Electrocution of Golden Eagles (Aquila chrysaetos) on overhead power poles is a conservation concern in the western United States. The US Fish and Wildlife Service recommends retrofitting power poles to minimize electrocution risk as one mechanism for compensatory mitigation to offset permitted take for Golden Eagles. Because densities of Golden Eagles and power poles vary spatially, identifying where poles should be retrofitted to best meet compensatory mitigation goals is of conservation importance. We developed a model that predicts relative risk of eagle electrocution based on the overlap between spatial models of Golden Eagle nest-site density and power pole density within the Northwestern Plains ecoregion. Risk was unevenly distributed: areas with the highest electrocution risk were rare (1.1% by area), while lowest risk areas were common (53.6% by area). We tested model predictions with independent data consisting of locations of Golden Eagle electrocution mortalities (n = 342). Mortalities were distributed among six risk classes proportional to model predictions, with 87.7% of mortalities occurring in the top three risk categories. Prioritizing pole retrofitting in the highest-risk areas could prevent >3 × the electrocutions expected by selecting areas at random and would be 89 × more effective than retrofitting in the lowest risk areas. Our risk model offers a consistent method to spatially prioritize retrofitting to increase effectiveness of electrocution reduction for Golden Eagle conservation and provides an efficient approach for utilities. This method of quantifying spatial overlap between indices of exposure and hazard is repeatable and accurate, and can be adapted to various forms of data whenever quantification and visualization of spatial prioritization is desired.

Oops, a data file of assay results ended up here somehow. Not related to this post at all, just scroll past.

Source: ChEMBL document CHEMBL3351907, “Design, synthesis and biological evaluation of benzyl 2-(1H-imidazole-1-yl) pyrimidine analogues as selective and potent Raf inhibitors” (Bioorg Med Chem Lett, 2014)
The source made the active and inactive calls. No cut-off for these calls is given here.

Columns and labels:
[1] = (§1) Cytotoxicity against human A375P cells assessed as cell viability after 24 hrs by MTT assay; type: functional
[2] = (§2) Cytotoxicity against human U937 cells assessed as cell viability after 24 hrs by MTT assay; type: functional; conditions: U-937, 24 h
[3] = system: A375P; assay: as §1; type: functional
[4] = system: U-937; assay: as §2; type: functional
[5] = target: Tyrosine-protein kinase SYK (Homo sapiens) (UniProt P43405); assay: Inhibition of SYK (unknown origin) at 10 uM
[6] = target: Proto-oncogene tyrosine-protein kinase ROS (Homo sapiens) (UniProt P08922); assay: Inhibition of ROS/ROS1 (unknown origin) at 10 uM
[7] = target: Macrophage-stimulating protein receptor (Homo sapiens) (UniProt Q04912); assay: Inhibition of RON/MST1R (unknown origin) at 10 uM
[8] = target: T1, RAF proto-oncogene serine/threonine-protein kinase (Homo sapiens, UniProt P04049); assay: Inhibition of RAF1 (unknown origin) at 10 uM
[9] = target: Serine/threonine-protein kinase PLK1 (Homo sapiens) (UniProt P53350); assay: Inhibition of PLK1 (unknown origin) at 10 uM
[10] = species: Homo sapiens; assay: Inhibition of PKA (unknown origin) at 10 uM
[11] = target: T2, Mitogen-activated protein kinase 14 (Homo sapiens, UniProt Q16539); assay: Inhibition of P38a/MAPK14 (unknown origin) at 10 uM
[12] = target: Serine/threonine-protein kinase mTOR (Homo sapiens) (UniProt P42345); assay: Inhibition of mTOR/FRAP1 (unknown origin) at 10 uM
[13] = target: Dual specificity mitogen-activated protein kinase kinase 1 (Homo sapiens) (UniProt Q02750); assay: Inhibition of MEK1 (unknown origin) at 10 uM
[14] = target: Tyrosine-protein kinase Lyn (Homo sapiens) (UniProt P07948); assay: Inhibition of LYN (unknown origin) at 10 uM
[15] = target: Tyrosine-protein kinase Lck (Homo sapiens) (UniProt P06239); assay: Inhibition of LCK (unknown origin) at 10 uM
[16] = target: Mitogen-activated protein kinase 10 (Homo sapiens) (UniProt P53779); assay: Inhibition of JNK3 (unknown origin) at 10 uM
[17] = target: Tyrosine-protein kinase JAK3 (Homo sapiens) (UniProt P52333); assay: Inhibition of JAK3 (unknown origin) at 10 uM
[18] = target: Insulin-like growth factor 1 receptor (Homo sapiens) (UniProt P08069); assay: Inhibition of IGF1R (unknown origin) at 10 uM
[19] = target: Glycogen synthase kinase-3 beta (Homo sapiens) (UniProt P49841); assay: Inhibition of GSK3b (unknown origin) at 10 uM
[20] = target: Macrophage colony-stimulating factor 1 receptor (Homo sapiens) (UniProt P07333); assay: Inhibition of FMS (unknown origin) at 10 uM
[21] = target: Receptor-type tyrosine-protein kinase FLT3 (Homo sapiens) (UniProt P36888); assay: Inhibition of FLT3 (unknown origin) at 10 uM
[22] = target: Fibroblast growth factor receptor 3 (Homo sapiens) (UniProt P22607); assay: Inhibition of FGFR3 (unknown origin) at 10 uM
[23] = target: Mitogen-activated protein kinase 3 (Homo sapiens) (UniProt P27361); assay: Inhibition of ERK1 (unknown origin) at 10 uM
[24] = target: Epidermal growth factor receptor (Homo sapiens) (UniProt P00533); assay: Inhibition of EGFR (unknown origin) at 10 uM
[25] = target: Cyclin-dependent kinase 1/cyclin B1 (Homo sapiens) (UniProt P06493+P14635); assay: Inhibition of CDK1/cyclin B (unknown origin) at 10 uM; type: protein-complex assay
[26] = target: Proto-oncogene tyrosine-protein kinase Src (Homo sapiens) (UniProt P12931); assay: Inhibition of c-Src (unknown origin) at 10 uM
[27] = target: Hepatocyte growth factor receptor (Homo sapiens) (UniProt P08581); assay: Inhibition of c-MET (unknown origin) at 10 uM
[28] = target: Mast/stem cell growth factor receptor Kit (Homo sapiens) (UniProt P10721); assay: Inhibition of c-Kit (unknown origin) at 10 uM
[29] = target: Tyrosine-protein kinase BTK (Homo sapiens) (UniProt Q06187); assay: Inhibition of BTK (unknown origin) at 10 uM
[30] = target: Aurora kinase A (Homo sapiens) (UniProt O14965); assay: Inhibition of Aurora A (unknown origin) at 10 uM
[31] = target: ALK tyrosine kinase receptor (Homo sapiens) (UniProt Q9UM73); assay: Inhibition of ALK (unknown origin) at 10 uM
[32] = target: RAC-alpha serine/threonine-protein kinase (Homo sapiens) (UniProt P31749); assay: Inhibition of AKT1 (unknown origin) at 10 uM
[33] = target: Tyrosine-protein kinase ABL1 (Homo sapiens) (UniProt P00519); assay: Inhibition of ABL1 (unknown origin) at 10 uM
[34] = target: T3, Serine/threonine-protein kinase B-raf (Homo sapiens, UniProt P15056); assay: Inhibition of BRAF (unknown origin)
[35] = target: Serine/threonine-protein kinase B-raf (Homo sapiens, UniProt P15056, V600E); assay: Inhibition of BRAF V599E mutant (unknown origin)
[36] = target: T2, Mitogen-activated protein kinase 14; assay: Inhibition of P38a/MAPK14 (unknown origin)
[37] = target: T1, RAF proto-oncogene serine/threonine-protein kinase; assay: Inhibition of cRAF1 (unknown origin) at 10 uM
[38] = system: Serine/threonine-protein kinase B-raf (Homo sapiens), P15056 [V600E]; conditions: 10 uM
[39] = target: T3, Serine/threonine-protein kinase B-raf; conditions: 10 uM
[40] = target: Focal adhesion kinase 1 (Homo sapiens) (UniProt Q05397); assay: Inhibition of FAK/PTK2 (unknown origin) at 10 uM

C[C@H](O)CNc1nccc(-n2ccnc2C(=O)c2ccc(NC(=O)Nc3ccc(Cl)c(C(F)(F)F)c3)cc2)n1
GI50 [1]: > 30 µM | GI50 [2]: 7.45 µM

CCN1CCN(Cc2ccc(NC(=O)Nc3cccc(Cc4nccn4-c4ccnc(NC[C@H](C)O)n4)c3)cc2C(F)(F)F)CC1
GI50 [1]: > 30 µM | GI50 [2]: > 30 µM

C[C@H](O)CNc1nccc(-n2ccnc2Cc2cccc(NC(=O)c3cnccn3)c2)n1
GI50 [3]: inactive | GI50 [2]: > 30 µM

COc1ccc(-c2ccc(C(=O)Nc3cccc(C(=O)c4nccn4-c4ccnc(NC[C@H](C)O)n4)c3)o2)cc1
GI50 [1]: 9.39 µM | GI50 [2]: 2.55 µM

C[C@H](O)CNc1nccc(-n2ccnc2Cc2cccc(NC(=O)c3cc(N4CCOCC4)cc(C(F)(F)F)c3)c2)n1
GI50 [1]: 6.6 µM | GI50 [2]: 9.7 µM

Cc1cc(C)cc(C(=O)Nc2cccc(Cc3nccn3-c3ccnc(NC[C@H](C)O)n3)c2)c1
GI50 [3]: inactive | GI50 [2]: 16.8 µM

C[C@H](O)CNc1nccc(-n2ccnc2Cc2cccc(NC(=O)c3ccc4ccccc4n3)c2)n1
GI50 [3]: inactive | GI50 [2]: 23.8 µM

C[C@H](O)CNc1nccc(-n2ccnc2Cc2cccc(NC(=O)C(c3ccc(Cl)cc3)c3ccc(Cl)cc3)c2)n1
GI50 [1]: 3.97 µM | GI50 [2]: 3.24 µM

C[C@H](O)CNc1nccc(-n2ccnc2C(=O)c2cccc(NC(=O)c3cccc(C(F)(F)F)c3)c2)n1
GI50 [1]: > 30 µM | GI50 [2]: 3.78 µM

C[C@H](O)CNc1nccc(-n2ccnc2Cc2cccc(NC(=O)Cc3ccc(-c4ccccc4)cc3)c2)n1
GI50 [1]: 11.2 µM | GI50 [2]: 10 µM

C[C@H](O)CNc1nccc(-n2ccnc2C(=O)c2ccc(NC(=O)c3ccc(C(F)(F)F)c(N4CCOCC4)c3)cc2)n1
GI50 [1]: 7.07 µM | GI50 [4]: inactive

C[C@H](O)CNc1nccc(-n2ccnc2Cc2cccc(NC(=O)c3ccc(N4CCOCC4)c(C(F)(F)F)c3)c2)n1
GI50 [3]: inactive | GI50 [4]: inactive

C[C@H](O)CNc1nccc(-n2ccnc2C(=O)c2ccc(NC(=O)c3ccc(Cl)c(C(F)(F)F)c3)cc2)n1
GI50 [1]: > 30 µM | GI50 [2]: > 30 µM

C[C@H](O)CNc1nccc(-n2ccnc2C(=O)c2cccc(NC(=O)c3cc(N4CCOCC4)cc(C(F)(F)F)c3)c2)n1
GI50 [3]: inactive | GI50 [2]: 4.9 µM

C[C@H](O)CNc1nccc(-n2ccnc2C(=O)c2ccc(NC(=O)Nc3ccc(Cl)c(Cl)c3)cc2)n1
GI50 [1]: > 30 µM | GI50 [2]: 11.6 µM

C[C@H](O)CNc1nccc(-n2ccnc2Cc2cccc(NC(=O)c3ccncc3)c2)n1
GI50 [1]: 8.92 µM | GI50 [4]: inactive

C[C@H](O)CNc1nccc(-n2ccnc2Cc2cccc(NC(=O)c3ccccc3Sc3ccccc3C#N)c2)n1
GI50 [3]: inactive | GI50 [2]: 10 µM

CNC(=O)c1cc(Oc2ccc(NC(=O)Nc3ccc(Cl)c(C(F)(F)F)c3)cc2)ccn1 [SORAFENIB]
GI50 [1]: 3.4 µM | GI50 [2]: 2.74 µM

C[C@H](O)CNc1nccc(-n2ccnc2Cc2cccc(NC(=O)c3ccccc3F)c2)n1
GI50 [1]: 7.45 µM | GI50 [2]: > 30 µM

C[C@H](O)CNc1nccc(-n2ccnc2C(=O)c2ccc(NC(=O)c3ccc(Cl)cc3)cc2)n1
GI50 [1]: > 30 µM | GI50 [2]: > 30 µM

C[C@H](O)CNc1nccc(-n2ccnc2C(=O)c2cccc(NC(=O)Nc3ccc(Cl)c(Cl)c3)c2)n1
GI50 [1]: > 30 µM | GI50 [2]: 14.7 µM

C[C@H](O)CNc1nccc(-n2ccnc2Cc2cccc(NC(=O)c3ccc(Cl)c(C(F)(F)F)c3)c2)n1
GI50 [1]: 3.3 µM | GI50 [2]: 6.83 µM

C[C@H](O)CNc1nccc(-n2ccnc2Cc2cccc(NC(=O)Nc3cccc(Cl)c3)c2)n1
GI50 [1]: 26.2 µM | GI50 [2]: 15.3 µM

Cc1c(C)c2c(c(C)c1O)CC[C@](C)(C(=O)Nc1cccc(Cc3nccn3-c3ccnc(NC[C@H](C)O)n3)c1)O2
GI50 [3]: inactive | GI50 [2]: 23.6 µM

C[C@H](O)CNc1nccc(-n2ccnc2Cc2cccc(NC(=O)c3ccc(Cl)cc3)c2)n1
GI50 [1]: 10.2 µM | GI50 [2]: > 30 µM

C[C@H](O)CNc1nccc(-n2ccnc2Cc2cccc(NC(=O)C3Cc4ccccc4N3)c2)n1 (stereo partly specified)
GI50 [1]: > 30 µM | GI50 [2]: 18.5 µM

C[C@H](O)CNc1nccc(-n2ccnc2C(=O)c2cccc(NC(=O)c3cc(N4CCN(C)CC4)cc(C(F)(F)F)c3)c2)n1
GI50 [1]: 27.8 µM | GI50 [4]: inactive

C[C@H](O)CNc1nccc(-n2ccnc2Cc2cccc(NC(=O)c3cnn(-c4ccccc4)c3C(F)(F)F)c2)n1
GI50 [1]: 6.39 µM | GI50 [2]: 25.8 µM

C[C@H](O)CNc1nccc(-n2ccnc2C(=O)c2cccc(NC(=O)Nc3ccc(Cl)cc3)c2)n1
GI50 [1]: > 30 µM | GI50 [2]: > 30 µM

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Vol. 54 • No. 2